To Immunise or not? Travel Health Vaccinations

So in preparation for our trip I have discovered that we need Travel Vaccinations. Each country has different suggested vaccines but so far from all of my research I have narrowed it down to a few that I think we need.

We are the type of family that has been to the doctors twice in the last two years, so if there is anything we can do naturally for our health we will do it.  However for our trip I am not willing to take a gamble on the health of my children as we will be in a foreign country and may not be able to get all the natural things that we would use to treat them at home.  Also many of the countries that we are visiting have diseases that are not common in Australia and I would not know how to treat them anyway.

What Vaccines Do we Need?

Tetanus and Diphtheria

So far it looks like J will need his Tetanus and Diphtheria, as my children a fully immunised they will not need this injection as they are already immune.  I also do not need it as I had to get a tetanus shot just this year passed so that will save us a bit of cash.

Hepatitis A & B

Hepatitis A is not a serious illness in children but it is in adults so we are both going to get this injection.  J and I will also need Hep B but the children have already received this in early childhood.


Typhoid fever is contracted through contaminated water and is recommended for travel to countries where you cannot drink the tap water.  For this reason i think it is necessary for all of our family to receive this shot.  The shot will provide immunity for a few years.


The children are all covered here, but I am still researching if my hubby and I really need a booster for this disease.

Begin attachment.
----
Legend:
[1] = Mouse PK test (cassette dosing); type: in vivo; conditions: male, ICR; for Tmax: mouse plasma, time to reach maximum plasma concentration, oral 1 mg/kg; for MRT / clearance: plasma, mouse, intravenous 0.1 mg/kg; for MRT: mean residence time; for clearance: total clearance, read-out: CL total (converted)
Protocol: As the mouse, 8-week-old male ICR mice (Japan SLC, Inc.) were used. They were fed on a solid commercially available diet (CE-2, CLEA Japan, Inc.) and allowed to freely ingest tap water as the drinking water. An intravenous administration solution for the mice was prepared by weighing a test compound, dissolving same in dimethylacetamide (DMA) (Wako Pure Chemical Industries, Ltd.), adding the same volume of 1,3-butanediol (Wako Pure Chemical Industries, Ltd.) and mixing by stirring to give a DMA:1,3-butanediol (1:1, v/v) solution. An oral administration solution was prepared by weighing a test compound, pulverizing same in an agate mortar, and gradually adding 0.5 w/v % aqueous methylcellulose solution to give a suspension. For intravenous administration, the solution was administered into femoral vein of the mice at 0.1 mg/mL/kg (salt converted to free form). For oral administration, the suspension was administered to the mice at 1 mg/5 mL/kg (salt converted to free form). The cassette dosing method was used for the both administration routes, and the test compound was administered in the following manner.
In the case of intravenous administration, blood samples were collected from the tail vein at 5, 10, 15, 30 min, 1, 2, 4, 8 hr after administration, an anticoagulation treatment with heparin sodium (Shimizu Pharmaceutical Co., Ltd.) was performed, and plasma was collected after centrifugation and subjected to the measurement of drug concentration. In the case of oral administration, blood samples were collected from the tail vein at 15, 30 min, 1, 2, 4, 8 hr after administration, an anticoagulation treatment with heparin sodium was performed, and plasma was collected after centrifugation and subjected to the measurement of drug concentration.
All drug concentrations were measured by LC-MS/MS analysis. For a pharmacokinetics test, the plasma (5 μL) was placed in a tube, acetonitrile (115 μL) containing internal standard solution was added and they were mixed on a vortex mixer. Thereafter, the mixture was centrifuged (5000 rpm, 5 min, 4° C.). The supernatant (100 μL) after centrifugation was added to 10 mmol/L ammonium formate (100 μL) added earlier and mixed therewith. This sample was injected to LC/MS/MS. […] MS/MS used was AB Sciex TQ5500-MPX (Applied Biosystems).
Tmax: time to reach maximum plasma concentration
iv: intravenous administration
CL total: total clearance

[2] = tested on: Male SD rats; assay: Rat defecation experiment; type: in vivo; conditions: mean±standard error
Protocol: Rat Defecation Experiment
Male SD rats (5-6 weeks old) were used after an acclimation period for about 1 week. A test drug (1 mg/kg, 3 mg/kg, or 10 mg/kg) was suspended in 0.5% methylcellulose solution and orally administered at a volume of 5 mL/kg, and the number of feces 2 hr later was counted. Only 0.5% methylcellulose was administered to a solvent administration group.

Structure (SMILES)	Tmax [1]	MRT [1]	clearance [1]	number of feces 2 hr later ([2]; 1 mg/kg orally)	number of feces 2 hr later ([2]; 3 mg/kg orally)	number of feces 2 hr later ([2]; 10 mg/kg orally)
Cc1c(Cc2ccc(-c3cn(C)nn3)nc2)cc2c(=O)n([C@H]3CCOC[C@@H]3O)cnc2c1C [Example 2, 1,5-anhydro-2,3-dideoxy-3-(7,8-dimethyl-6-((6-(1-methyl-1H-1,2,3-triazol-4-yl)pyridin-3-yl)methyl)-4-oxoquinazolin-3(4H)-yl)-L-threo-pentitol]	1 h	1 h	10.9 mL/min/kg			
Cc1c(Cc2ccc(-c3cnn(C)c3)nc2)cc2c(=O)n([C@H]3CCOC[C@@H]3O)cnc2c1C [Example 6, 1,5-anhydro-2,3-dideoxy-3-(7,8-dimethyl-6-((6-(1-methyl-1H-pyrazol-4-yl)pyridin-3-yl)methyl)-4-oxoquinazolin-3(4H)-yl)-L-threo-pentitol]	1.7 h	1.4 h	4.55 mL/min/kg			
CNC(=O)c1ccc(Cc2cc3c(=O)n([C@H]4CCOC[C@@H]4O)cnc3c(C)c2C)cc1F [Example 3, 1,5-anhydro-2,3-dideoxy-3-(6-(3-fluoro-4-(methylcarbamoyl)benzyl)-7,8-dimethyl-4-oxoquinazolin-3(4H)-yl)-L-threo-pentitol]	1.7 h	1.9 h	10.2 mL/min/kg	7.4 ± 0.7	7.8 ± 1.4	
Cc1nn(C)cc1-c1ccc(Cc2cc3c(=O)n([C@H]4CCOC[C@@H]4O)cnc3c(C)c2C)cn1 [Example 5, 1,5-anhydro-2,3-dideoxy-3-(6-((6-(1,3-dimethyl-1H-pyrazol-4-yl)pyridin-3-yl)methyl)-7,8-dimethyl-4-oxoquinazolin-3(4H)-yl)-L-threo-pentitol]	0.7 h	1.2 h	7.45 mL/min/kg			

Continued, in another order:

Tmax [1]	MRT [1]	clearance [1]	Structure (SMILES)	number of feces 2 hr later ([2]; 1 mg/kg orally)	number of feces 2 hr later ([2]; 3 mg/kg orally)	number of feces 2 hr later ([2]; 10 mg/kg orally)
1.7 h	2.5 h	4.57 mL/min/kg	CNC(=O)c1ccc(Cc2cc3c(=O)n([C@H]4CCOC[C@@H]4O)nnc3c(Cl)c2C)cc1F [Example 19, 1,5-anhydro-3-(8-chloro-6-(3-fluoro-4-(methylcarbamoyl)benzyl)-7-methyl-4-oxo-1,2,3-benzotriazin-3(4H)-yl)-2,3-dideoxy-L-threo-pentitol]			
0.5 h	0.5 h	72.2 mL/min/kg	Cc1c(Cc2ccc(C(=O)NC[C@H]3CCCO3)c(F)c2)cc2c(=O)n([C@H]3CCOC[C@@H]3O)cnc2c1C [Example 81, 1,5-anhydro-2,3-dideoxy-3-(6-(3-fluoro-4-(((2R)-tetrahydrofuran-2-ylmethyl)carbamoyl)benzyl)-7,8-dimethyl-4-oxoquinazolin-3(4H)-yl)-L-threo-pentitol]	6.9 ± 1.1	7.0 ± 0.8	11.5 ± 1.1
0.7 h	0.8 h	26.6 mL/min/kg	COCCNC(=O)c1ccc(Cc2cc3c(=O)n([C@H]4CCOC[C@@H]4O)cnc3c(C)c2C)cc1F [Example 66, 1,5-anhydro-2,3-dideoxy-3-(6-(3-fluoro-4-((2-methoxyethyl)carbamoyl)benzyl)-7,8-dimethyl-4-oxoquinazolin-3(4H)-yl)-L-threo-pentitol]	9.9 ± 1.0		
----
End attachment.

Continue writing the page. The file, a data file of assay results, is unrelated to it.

Japanese Encephalitis

This disease is carried by mosquitos in rural areas and causes brain swelling.  As we will be sticking to cities and tourist areas we should be able to get by, by using our normal methods of keeping mosquitos away.  I don’t think it’s necessary to get this injection.


We always discourage our children from patting animals when we are travelling, however this is not always 100% foolproof.  Rabies shots can also be given after the fact. We will be travelling in cities and in driving distances to hospitals where we will be able to get the shot if need be so we won’t be getting this injection either.

Where Are We Going To Get Our Vaccines?

As I have been researching this topic I have realised how expensive it would be to get these shots done in Australia.  As Bali is our first port of call on our trip I decided to have a look to see if they have any travel clinics that give vaccinations.  I have found Community Health Care Bali in Sanur that does travel vaccinations.  The costs are very reasonable with the Typhoid $14 per person, Twinrix for Hep A and B $40 per person and Tetanus shot only $10.  The consultant fee for our family of 6 is $50 so all up we are looking at around $234, which I think is such a bargain!

It is recommended to have your travel vaccinations at least 4 weeks before leaving.  We often go to Bali and have never had shots before so we feel comfortable to get them here.  We are in Bali for 3 weeks and then go on to Singapore for a week so the good stuff should just start to kick in after we leave Singapore which is perfect timing.

If you are on a budget like us then do look into getting your travel vaccinations in South East Asia.  We have also read about a wonderful travel clinic in Bangkok Thailand called Thai Travel Clinic and one in Kuala Lumpur called the Twin Towers Medical Clinic that also have fantastic prices and service.





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